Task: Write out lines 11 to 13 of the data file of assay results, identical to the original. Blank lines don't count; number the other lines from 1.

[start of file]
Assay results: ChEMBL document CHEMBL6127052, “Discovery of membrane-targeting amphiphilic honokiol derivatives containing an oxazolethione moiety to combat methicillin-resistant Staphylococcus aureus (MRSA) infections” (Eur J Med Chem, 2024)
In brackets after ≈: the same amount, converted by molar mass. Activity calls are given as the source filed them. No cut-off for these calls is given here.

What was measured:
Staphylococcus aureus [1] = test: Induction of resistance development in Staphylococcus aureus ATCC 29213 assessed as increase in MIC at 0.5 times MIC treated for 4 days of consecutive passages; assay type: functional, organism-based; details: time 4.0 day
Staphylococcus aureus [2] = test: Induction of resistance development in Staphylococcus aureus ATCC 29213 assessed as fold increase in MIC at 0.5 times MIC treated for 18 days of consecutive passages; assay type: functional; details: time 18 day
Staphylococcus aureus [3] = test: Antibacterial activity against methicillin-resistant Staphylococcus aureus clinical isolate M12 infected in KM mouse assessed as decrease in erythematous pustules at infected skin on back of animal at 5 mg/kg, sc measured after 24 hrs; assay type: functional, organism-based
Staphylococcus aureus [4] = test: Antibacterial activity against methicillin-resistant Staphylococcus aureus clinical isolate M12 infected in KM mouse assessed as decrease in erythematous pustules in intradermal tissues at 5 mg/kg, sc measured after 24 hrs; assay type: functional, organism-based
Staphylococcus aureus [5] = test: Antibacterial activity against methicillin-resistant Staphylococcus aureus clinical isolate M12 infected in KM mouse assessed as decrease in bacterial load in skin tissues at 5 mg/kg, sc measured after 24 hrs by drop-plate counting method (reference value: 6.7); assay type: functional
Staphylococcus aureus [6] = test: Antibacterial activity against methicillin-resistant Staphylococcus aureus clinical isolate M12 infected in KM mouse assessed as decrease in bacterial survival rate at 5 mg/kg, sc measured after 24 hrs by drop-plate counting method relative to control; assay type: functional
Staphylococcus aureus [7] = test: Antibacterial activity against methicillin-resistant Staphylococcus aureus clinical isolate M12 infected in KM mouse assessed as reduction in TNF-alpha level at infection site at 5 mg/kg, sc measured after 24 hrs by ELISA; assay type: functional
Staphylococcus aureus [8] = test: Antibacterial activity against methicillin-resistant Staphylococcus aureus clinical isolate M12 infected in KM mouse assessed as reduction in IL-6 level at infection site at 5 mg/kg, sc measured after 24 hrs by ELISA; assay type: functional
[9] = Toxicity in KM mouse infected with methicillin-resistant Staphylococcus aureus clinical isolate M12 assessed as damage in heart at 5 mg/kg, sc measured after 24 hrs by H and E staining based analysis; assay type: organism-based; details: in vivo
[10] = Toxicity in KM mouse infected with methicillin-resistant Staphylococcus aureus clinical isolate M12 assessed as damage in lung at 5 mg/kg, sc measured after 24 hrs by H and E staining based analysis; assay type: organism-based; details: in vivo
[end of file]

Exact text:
Staphylococcus aureus [8] = test: Antibacterial activity against methicillin-resistant Staphylococcus aureus clinical isolate M12 infected in KM mouse assessed as reduction in IL-6 level at infection site at 5 mg/kg, sc measured after 24 hrs by ELISA; assay type: functional
[9] = Toxicity in KM mouse infected with methicillin-resistant Staphylococcus aureus clinical isolate M12 assessed as damage in heart at 5 mg/kg, sc measured after 24 hrs by H and E staining based analysis; assay type: organism-based; details: in vivo
[10] = Toxicity in KM mouse infected with methicillin-resistant Staphylococcus aureus clinical isolate M12 assessed as damage in lung at 5 mg/kg, sc measured after 24 hrs by H and E staining based analysis; assay type: organism-based; details: in vivo